Yemen monitor, UK condemn Houthi discrimination against other groups

The persecution of members of the Baha’i community in areas of Yemen under Houthi control due to their religious beliefs is a serious violation of international human rights law. (File/AFP)
Updated 27 September 2018
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Yemen monitor, UK condemn Houthi discrimination against other groups

  • Houthi militia elements discriminate against Yemeni people who do not belong to their tribe
  • The UK also expressed deep concern by reports that the Houthi authorities in Sanaa held a mass trial of members of Yemen’s Baha’i community

DUBAI: Houthi militia elements discriminate against Yemeni people who do not belong to their tribe, Saudi state TV Al-Ekhbariya has reported, quoting a statement from the Yemeni Coalition for Monitoring Human Rights Violations.

“The Houthi militia considers discrimination a part of its religious heritage,” the human rights group said, explaining that the Iran-backed group practices violence against other sects and religions.

The statement stressed that the Houthi militias have become a threat to coexistence and social peace in Yemen.

The Houthis forced the displacement of many Yemeni families from their homes, which have been racially motivated, the group claimed.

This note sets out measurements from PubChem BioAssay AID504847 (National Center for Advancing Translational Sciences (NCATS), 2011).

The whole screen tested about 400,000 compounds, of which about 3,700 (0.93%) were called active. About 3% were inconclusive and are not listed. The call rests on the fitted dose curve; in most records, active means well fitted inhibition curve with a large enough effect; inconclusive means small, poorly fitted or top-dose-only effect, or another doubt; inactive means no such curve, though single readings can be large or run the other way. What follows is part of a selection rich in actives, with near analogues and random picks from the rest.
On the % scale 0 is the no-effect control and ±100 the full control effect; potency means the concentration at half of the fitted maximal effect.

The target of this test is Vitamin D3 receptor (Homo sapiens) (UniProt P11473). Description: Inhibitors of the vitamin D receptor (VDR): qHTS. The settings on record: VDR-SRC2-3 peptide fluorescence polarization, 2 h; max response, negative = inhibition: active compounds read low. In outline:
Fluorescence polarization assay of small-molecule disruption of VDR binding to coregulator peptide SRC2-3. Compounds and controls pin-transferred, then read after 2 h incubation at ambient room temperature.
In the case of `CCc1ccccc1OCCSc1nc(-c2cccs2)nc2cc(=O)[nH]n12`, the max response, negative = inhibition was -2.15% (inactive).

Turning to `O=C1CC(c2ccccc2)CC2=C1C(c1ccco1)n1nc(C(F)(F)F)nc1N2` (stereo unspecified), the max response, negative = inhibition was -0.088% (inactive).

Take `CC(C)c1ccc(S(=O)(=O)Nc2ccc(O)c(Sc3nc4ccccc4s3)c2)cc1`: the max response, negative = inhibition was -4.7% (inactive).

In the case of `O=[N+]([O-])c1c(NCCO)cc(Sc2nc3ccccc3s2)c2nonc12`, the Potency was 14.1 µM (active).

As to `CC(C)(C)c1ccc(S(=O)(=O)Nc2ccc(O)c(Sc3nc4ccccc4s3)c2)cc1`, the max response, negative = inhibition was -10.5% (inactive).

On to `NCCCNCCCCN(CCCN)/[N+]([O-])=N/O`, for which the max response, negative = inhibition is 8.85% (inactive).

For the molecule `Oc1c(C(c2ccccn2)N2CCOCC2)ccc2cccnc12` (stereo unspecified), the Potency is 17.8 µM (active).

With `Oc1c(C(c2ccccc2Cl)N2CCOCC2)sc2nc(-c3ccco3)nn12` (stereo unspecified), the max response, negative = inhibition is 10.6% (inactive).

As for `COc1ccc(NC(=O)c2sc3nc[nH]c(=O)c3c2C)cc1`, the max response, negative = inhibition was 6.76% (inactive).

Earlier this week, the UK also expressed deep concern by reports that the Houthi authorities in Sanaa held a mass trial of members of Yemen’s Baha’i community. The Houthis tried 24 people, including eight women and a child, and charged them with sentences that could result in death.

The Baha’i community has been harassed for years but activists say their situation is becoming increasingly dangerous under the rule of the Iranian-backed militia.

The Baha’i faith is a small monotheistic religion which began in Iran in the 1800s.

“The persecution of members of the Baha’i community in areas of Yemen under Houthi control due to their religious beliefs is a serious violation of international human rights law,” Special Envoy for Freedom of Religion and Belief, Lord Ahmad of Wimbledon, said.

“New cases of arbitrary detention and continuing reports of the abuse of detainees by the Houthis are deeply concerning, and we wholly condemn this mistreatment,” he added.

The British Foreign and Commonwealth Office said they are working closely with partners to press for the release of detained individuals and called on their partners to take a strong stance on this matter during the Human Rights Council this week.


OIC body urges Muslim countries to promote culture of reading

Updated 8 min 28 sec ago
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OIC body urges Muslim countries to promote culture of reading

  • Critical shortage of ‘reading rates’ and ‘lack of access to books’ deplored
  • ISESCO calls on Muslim countries to support publishing industry

RABAT, Morocco: Muslim countries must do more to promote books and reading, the Saudi Press Agency reported one of the world’s largest Islamic organizations as saying.

The Islamic Educational, Scientific and Cultural Organization (ISESCO), which was founded by the Organization of Islamic Cooperation 40 years ago, called on Muslim countries to improve the publishing industry, provide copyright protection, and preserve manuscripts by digitizing them so that current and future generations could benefit from them.